All hemp licenses from the Louisiana Department of Agriculture and Forestry cost $500. Applicants are required to pay the necessary fee after their applications have been approved by the LDAF. Louisiana hemp growers and processors licenses from the LDAF are valid for one year.
The fees for consumable hemp licenses issued by the LDH are computed based on the annual sales of applicants. Applicants can find the fee schedule listed under Louisiana Revised Statutes §3:1483. The LDH accepts money orders, cashier's checks, and online payments.
After getting LDAF growers licenses, hemp farmers in Louisiana can go about growing their hemp plants by taking the following steps:
Hemp usually thrives in a temperate climate with temperatures between 60-80°F (15-27°C). As a result, outdoor growers should plant hemp seeds where there are at least 6 hours of sunlight per day. With constant sunlight and monitoring, the hemp seeds should begin to sprout after one week. Before harvesting, the LDAF must approve harvesting reports submitted by licensed hemp farmers.
Louisiana prohibits the sale and possession of smokable hemp flowers. Licensed hemp retailers often sell other hemp products, such as oils, tinctures, and topicals.
Hemp is a variety of the Cannabis sativa plant, while THC is a popular cannabinoid found in cannabis plants. THC generally produces psychoactive effects when consumed. However, hemp contains 0.3% THC or less and does not produce the intoxicating sensations associated with marijuana plants. In Louisiana, hemp is legal for industrial and consumption purposes. High-THC products are only available for patients registered under the state’s Medical Marijuana Program.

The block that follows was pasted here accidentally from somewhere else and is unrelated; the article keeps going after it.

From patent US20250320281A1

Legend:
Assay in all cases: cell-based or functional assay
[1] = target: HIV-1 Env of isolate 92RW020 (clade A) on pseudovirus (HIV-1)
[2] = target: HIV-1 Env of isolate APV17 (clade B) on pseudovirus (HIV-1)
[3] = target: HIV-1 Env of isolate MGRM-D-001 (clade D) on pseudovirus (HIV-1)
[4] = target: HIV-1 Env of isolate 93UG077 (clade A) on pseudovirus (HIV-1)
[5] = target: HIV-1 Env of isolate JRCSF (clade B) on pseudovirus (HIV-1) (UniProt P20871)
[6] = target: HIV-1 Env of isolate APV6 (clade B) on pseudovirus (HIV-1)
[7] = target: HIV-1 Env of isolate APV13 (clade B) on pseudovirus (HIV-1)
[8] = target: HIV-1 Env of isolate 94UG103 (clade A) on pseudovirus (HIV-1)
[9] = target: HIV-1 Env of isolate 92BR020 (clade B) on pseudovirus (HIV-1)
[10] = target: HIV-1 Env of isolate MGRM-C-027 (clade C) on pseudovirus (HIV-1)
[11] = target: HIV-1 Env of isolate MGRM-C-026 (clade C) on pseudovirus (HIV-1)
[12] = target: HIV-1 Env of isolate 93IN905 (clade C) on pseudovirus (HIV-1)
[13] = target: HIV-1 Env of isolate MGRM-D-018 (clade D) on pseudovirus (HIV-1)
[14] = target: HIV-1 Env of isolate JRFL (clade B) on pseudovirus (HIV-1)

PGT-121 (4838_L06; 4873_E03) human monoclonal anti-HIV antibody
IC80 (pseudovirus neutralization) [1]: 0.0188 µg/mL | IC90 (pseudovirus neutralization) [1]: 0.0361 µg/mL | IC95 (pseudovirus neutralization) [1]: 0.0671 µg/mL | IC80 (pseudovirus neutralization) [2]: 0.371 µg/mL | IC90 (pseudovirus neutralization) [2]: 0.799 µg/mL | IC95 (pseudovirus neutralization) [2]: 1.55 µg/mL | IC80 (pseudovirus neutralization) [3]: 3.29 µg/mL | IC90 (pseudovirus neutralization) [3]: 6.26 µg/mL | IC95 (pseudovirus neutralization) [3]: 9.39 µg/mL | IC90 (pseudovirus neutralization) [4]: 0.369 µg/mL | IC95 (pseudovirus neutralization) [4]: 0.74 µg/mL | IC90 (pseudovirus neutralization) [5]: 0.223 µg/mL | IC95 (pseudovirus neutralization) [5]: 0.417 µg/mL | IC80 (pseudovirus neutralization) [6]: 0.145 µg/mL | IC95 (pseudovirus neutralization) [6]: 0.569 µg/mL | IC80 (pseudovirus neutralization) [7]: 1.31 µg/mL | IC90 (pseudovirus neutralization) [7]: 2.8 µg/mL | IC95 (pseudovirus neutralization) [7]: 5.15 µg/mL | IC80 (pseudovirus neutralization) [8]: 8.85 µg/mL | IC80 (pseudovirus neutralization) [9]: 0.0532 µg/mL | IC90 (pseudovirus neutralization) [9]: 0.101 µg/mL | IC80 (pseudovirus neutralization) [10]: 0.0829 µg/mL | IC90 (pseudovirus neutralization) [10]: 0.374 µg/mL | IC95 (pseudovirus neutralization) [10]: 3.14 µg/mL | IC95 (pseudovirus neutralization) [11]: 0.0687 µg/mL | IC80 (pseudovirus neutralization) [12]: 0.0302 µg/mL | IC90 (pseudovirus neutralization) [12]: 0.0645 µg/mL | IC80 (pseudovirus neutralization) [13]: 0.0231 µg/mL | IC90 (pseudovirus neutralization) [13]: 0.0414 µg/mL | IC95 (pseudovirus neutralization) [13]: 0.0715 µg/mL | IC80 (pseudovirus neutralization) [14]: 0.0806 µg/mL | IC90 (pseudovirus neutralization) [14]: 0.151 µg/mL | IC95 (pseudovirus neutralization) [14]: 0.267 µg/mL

Hemp typically contains high amounts of CBD in nature. Meanwhile, CBD is one of the numerous chemical compounds found in cannabis plants. CBD does not produce psychoactive effects. However, some marijuana-derived CBD products may contain enough THC that may lead to euphoria and anxiety. Generally, hemp CBD is legal in Louisiana, while marijuana-based CBD products are only legal for eligible patients in the state.
Hemp serves many purposes, especially in the healthcare sector. Other industries in Louisiana, such as construction, clothing, and auto industry, can benefit from hemp products. For instance, hemp biodiesel, a product made from pressed hemp seed oil, is an alternative to petroleum-based diesel fuel. The environmentally-friendly hemp biodiesel is less flammable, and it is biodegradable. It was used as the source of fuel in the famous Henry Ford’s Cannabis Car.
Hemp fiber is also a good source of hemp fabric used to produce durable clothing materials such as shirts, upholstery, tablecloths, and dish towels. In the construction industry, hemp stalk is often mixed with lime and water to form hempcrete. Hempcrete is recommended for buildings in earthquake-prone areas. Its low density makes it resistant to cracking and suitable for insulating walls and subfloors.
Hemp is also used to produce hemp paper. Manufacturers use the pulp derived from hemp fibers to make specialty papers, such as business cards and planners. Tea bags and Bible papers can also be made from hemp paper.